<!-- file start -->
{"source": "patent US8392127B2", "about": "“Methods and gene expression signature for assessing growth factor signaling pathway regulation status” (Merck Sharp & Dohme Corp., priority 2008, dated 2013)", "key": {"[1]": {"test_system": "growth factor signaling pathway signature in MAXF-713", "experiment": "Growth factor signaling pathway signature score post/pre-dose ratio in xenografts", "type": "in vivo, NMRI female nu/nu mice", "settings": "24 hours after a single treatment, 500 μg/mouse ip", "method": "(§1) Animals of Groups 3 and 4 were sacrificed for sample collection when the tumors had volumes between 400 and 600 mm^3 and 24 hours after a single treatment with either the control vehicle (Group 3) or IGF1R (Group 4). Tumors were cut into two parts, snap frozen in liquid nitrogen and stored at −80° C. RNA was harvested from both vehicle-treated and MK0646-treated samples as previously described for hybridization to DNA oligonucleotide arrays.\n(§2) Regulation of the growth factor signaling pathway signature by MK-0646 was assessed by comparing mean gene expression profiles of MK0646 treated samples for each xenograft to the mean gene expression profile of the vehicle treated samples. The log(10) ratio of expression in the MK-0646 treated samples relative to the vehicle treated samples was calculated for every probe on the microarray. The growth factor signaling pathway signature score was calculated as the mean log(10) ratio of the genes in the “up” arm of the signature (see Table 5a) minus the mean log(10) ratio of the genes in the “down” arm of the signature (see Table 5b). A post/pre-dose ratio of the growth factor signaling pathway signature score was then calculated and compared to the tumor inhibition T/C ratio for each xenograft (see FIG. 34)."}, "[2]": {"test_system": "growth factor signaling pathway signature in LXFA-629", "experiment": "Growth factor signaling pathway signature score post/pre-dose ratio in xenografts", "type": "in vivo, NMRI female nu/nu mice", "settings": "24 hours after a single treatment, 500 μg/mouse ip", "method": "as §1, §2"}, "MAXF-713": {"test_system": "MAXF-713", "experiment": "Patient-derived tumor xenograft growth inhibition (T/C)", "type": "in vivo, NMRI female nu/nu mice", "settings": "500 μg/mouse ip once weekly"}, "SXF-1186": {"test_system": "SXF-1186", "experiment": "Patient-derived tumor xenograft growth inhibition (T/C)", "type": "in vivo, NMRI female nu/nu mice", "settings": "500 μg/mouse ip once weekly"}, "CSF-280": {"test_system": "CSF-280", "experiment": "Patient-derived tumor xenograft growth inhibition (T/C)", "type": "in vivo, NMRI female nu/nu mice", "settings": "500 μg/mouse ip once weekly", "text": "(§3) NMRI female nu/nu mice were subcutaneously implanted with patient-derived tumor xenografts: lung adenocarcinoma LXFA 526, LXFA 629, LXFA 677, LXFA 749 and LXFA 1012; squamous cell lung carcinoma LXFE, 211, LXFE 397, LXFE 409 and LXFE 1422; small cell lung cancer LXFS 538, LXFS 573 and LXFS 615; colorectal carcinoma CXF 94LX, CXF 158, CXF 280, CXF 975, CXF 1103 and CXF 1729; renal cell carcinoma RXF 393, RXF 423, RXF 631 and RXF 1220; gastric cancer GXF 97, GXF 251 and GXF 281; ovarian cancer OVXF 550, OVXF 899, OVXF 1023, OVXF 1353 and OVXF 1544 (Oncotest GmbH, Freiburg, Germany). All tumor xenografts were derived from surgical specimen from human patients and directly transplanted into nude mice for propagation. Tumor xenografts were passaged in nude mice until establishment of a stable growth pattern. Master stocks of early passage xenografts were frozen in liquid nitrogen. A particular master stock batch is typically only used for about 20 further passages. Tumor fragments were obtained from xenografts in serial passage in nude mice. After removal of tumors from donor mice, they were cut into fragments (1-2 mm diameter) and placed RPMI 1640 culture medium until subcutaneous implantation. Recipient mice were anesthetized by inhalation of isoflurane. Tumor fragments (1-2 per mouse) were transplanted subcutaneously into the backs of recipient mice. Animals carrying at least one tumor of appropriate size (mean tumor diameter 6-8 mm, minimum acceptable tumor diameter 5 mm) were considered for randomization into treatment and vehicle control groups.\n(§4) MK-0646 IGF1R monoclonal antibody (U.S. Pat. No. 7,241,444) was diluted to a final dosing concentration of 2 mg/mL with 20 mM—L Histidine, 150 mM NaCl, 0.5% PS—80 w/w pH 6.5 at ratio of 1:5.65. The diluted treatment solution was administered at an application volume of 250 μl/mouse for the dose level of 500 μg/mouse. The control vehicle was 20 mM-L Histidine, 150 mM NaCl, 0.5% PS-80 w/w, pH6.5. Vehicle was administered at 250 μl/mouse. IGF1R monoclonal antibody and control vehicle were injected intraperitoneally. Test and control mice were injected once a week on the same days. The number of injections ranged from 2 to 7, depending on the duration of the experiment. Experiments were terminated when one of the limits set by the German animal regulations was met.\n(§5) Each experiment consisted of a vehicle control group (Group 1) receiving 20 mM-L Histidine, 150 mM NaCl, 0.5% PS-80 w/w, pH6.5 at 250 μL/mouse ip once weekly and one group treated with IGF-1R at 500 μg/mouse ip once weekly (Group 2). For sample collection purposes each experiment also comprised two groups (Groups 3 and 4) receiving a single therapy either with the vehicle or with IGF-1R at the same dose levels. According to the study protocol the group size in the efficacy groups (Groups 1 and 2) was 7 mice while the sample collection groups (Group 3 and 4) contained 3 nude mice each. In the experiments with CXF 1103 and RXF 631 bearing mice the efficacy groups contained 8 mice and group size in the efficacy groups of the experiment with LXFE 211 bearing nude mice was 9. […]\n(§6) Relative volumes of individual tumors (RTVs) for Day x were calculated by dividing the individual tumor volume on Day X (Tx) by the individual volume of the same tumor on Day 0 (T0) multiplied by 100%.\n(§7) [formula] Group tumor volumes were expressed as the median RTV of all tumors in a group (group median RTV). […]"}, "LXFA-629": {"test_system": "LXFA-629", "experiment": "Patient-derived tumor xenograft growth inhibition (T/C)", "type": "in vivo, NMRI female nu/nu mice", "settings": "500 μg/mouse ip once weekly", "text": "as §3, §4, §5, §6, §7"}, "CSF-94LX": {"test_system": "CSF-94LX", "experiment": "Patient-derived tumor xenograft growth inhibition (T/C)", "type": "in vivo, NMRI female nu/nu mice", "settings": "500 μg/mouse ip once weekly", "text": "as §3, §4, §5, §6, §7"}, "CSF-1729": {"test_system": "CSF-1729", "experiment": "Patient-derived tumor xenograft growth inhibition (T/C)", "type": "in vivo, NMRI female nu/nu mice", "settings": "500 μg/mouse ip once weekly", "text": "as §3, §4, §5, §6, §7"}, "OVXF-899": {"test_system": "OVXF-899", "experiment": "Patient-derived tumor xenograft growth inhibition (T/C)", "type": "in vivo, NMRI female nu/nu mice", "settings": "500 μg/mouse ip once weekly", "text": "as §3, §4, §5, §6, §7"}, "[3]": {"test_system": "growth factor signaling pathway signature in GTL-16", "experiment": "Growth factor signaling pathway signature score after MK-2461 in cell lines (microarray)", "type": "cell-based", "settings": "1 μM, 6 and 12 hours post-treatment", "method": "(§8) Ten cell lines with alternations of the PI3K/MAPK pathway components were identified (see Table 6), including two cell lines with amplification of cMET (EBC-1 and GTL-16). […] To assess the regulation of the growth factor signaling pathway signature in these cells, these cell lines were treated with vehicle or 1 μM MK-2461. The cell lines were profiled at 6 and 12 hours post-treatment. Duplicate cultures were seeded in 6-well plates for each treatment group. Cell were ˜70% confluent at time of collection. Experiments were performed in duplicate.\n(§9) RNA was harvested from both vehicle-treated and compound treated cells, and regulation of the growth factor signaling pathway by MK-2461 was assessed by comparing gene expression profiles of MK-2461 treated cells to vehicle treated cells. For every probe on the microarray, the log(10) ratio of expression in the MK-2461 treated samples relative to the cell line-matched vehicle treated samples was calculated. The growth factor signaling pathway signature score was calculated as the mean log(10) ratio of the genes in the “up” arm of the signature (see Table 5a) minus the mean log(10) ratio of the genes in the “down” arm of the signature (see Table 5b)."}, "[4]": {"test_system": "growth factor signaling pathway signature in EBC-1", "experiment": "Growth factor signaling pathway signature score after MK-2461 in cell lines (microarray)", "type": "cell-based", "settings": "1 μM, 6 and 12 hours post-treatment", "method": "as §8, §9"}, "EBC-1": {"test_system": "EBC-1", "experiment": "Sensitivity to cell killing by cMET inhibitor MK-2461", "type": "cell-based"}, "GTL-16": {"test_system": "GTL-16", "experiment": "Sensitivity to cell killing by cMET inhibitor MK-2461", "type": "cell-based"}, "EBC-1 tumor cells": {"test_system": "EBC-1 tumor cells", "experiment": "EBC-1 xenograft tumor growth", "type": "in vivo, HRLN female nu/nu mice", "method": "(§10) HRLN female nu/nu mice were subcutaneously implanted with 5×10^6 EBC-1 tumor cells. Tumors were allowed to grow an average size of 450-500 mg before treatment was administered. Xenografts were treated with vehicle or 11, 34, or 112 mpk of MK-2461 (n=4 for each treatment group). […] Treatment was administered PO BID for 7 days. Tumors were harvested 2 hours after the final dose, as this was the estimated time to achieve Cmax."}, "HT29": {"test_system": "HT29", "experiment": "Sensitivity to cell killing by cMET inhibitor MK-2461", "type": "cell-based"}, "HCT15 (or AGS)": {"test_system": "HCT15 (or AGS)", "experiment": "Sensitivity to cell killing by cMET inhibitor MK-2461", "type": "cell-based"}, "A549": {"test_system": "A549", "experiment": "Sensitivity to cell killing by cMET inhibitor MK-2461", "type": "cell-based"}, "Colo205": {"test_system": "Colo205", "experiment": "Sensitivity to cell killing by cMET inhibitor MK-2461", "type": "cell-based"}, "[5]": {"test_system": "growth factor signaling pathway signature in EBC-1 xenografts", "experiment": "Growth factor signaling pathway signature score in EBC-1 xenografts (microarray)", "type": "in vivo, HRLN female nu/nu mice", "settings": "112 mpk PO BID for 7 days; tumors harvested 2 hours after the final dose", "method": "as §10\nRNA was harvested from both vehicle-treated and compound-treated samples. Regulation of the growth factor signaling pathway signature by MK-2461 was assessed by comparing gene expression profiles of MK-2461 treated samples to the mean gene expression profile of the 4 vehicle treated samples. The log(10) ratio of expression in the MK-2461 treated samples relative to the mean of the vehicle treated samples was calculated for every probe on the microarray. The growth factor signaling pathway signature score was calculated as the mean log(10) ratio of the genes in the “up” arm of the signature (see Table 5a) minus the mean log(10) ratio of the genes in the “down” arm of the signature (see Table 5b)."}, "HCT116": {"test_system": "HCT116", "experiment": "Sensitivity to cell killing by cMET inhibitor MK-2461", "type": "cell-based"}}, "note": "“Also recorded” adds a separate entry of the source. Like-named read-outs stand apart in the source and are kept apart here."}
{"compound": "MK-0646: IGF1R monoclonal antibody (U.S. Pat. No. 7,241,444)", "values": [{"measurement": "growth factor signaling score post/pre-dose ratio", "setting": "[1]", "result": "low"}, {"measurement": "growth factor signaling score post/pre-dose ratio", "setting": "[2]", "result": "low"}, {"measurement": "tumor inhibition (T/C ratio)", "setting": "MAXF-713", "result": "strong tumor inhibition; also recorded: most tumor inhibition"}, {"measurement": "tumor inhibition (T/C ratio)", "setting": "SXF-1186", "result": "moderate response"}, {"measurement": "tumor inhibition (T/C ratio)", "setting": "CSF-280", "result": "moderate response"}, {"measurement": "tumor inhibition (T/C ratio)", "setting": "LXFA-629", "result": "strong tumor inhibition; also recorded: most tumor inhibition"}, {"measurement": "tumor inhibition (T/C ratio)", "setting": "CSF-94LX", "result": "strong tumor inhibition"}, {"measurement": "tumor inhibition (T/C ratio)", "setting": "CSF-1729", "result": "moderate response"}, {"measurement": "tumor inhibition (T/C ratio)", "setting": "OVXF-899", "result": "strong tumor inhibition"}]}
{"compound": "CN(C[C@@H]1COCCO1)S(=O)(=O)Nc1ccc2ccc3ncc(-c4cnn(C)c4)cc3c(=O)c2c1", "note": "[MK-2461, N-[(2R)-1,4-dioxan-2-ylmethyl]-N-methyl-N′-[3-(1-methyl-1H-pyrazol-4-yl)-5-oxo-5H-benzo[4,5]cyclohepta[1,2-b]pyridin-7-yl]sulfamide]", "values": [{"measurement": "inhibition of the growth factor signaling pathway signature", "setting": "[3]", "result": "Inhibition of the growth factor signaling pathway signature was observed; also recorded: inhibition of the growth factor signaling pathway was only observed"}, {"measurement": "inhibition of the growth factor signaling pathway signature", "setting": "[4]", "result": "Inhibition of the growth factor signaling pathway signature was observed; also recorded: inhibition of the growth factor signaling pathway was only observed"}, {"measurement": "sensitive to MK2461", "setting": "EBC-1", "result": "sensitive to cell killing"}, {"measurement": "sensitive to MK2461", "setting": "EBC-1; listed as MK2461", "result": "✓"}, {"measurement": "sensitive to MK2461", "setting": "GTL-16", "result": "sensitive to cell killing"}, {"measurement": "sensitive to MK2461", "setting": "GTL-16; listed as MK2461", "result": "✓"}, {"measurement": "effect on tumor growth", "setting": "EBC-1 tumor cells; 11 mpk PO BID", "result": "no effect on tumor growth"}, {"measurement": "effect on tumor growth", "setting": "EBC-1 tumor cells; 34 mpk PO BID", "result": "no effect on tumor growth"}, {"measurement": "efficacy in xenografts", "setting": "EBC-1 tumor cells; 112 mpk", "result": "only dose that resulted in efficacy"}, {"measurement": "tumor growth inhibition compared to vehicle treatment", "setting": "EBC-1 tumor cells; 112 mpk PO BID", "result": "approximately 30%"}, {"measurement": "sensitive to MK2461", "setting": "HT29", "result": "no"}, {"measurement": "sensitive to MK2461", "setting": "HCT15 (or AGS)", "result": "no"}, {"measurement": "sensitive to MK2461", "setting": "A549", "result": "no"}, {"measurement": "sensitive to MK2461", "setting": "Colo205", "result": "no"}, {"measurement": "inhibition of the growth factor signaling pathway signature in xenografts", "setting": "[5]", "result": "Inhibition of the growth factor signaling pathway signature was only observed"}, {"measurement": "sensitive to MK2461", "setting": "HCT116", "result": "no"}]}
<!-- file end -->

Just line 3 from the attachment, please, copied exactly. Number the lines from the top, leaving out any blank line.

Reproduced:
{"compound": "CN(C[C@@H]1COCCO1)S(=O)(=O)Nc1ccc2ccc3ncc(-c4cnn(C)c4)cc3c(=O)c2c1", "note": "[MK-2461, N-[(2R)-1,4-dioxan-2-ylmethyl]-N-methyl-N′-[3-(1-methyl-1H-pyrazol-4-yl)-5-oxo-5H-benzo[4,5]cyclohepta[1,2-b]pyridin-7-yl]sulfamide]", "values": [{"measurement": "inhibition of the growth factor signaling pathway signature", "setting": "[3]", "result": "Inhibition of the growth factor signaling pathway signature was observed; also recorded: inhibition of the growth factor signaling pathway was only observed"}, {"measurement": "inhibition of the growth factor signaling pathway signature", "setting": "[4]", "result": "Inhibition of the growth factor signaling pathway signature was observed; also recorded: inhibition of the growth factor signaling pathway was only observed"}, {"measurement": "sensitive to MK2461", "setting": "EBC-1", "result": "sensitive to cell killing"}, {"measurement": "sensitive to MK2461", "setting": "EBC-1; listed as MK2461", "result": "✓"}, {"measurement": "sensitive to MK2461", "setting": "GTL-16", "result": "sensitive to cell killing"}, {"measurement": "sensitive to MK2461", "setting": "GTL-16; listed as MK2461", "result": "✓"}, {"measurement": "effect on tumor growth", "setting": "EBC-1 tumor cells; 11 mpk PO BID", "result": "no effect on tumor growth"}, {"measurement": "effect on tumor growth", "setting": "EBC-1 tumor cells; 34 mpk PO BID", "result": "no effect on tumor growth"}, {"measurement": "efficacy in xenografts", "setting": "EBC-1 tumor cells; 112 mpk", "result": "only dose that resulted in efficacy"}, {"measurement": "tumor growth inhibition compared to vehicle treatment", "setting": "EBC-1 tumor cells; 112 mpk PO BID", "result": "approximately 30%"}, {"measurement": "sensitive to MK2461", "setting": "HT29", "result": "no"}, {"measurement": "sensitive to MK2461", "setting": "HCT15 (or AGS)", "result": "no"}, {"measurement": "sensitive to MK2461", "setting": "A549", "result": "no"}, {"measurement": "sensitive to MK2461", "setting": "Colo205", "result": "no"}, {"measurement": "inhibition of the growth factor signaling pathway signature in xenografts", "setting": "[5]", "result": "Inhibition of the growth factor signaling pathway signature was only observed"}, {"measurement": "sensitive to MK2461", "setting": "HCT116", "result": "no"}]}